Film Review: Snowden (USA, 2016) tries too hard to make Edward Snowden look like a hero

The new biopic Snowden – in cinemas today – is a film about one of the world’s most famous political dissidents, Edward Snowden (played by Joseph Gordon-Levitt), by a filmmaker (Oliver Stone) who is celebrated for his political dissidence. It should be a match made in cinematic heaven. So why isn’t it?

The problems with Snowden become a little clearer when you consider something like Spotlight (2015). That movie is about reporters few people have ever heard of putting their lives and careers on the line to break an important story. Thanks to good writing and performances, something heroic emerges from just watching them do their thing. It creeps up on you though, because the movie is so focused – you spend much of the time on the edge of your seat, following every lead, fearing every threat.

In Snowden, we meet the titular character while he’s in basic training for the army, complete with montage of mud, bunk-beds, climbing-towers and an angry, African-American drill sergeant with a dirty mouth (Jaymes Butler). When he is forced to leave that career path due to injury, he applies for a position at the CIA’s cyber-security division. Soon after, he is in a classroom where his teacher, Corbin O’Brian (Rhys Ifans), is setting them a task I can’t confidently explain, but whatever it is it’s supposed to take four hours. After forty minutes of rapid typing, Edward shuffles up to O’Brian’s desk and, in Gordon-Levitt’s best Kermit the Frog, tells him he’s finished.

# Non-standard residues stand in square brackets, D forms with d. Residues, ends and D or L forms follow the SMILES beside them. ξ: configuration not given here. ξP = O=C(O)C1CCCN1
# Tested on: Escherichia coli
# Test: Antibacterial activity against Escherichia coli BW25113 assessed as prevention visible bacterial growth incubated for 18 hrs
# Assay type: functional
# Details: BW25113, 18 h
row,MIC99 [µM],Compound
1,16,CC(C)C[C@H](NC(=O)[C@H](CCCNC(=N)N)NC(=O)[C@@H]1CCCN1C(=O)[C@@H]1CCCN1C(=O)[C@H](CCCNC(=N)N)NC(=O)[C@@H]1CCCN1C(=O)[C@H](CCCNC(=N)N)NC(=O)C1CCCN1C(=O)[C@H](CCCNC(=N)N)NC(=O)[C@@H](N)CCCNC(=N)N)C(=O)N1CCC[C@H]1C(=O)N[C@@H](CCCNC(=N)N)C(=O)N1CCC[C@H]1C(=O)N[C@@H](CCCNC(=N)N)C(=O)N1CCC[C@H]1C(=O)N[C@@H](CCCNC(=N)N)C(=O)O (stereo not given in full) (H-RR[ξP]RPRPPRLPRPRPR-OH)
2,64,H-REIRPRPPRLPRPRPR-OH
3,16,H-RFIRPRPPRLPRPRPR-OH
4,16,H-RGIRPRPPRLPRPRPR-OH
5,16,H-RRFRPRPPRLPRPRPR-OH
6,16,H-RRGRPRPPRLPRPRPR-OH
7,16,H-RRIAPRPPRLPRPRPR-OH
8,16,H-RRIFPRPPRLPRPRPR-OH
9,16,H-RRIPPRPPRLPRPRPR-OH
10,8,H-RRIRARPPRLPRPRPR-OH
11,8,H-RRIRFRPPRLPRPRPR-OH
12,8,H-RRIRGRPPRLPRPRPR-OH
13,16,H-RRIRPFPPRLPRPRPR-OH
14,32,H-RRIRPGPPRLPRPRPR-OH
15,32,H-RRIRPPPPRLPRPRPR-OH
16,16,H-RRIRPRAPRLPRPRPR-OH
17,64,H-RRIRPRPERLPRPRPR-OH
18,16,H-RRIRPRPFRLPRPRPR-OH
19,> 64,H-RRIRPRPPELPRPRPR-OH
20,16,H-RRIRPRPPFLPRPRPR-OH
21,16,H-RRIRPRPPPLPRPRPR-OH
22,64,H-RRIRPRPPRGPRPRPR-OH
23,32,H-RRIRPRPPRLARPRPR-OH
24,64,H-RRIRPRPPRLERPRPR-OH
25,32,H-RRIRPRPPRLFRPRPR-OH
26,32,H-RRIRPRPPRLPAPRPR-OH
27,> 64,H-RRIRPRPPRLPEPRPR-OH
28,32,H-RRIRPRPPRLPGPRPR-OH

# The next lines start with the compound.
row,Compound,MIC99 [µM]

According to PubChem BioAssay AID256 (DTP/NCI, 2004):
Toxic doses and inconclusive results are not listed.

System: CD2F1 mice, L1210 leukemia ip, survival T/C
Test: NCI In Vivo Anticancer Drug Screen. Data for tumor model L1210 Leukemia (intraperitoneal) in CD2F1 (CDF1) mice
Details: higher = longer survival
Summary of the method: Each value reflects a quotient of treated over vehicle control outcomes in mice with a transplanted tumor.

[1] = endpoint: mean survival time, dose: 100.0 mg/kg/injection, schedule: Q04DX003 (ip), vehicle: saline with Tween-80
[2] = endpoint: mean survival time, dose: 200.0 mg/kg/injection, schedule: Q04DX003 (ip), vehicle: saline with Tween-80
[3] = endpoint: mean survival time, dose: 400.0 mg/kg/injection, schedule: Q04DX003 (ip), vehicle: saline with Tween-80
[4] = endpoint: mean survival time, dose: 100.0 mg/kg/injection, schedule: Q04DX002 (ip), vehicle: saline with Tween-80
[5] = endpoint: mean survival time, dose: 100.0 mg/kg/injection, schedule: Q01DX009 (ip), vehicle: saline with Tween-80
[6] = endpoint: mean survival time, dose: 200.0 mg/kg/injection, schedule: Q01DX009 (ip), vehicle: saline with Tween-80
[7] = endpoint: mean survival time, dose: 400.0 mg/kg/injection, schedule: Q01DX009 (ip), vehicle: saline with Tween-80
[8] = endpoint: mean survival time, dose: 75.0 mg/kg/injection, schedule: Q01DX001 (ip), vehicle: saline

Around this point you realise you’re not watching an espionage thriller, but a biopic about a man in his mere thirties, and, to add insult to (war) injury, not a very good one. How many times have we seen basic training in the mud? Or the classroom where the student finishes the exam obnoxiously early? How about the one where the hero meets the love of his life, Lindsay (Shailene Woodley), online? She’s an amateur photographer and fitness-oriented-pole-dancer who’s politically left-leaning. They disagree, right, but they love each other anyway.

Here’s a crazy idea: Edward Snowden, as a person, might just be a boring guy (see also: Julian Assange). Writer/director Oliver Stone tries so hard to make Snowden look like a hero, impregnating his destiny with these kind of interesting things that happened one time, rather than looking into what it actually took to become the most notable whistle-blower in the world.

Sure, some of that is here. The days he spent looking over people’s shoulders, watching them watch girls de-burqa via laptop webcams that are seemingly shut-down. And that day he tried to get all that data out of the underground base in Hawaii with his co-workers all around him. But even these scenes, which should be provocative or suspenseful, aren’t interesting. They’re almost boring.

Apart from Gordon-Levitt’s strong yet croaky performance, the acting talent are wasted on two-dimensional versions of their best work. Joining those already mentioned: Nicolas Cage, Melissa Leo, Zachary Quinto and Tom Wilkinson. The only person having any real fun is Timothy Olyphant as CIA Agent Geneva. He and Snowden’s friendship-turned-conflict is the most engaging part of the movie – but it is very, very brief.

The result has the dryness of a Wikipedia page, complete with sub-headings; Army Training, CIA Training, NSA, Sub-contracting for Dell,  Japan, NSA… Somewhere after all that is a small section about espionage, except you can’t scroll ahead.


Snowden is in cinemas today.


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